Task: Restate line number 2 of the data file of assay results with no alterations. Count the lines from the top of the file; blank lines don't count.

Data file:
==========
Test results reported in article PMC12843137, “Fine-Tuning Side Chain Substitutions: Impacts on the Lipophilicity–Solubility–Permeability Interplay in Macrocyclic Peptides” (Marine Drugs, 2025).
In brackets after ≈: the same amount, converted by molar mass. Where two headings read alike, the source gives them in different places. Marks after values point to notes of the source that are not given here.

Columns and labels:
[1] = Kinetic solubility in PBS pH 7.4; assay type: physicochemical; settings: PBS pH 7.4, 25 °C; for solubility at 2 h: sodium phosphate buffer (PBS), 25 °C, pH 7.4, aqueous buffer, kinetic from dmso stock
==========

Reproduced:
In brackets after ≈: the same amount, converted by molar mass. Where two headings read alike, the source gives them in different places. Marks after values point to notes of the source that are not given here.